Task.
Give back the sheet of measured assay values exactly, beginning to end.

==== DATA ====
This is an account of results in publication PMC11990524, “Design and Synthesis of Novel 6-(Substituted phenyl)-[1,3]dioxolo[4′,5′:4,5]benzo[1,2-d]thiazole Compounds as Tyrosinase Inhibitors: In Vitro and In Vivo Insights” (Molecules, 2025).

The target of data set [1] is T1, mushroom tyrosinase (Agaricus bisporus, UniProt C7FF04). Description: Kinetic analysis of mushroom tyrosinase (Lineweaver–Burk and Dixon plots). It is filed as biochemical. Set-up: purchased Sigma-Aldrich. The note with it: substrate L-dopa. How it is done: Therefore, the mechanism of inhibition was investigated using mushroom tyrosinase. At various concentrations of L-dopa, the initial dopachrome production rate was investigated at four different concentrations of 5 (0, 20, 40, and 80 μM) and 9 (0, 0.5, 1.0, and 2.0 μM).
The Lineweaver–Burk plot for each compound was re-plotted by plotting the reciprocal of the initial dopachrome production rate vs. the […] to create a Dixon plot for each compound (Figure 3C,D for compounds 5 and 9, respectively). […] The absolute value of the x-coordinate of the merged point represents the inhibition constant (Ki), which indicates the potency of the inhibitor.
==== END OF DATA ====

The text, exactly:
This is an account of results in publication PMC11990524, “Design and Synthesis of Novel 6-(Substituted phenyl)-[1,3]dioxolo[4′,5′:4,5]benzo[1,2-d]thiazole Compounds as Tyrosinase Inhibitors: In Vitro and In Vivo Insights” (Molecules, 2025).

The target of data set [1] is T1, mushroom tyrosinase (Agaricus bisporus, UniProt C7FF04). Description: Kinetic analysis of mushroom tyrosinase (Lineweaver–Burk and Dixon plots). It is filed as biochemical. Set-up: purchased Sigma-Aldrich. The note with it: substrate L-dopa. How it is done: Therefore, the mechanism of inhibition was investigated using mushroom tyrosinase. At various concentrations of L-dopa, the initial dopachrome production rate was investigated at four different concentrations of 5 (0, 20, 40, and 80 μM) and 9 (0, 0.5, 1.0, and 2.0 μM).
The Lineweaver–Burk plot for each compound was re-plotted by plotting the reciprocal of the initial dopachrome production rate vs. the […] to create a Dixon plot for each compound (Figure 3C,D for compounds 5 and 9, respectively). […] The absolute value of the x-coordinate of the merged point represents the inhibition constant (Ki), which indicates the potency of the inhibitor.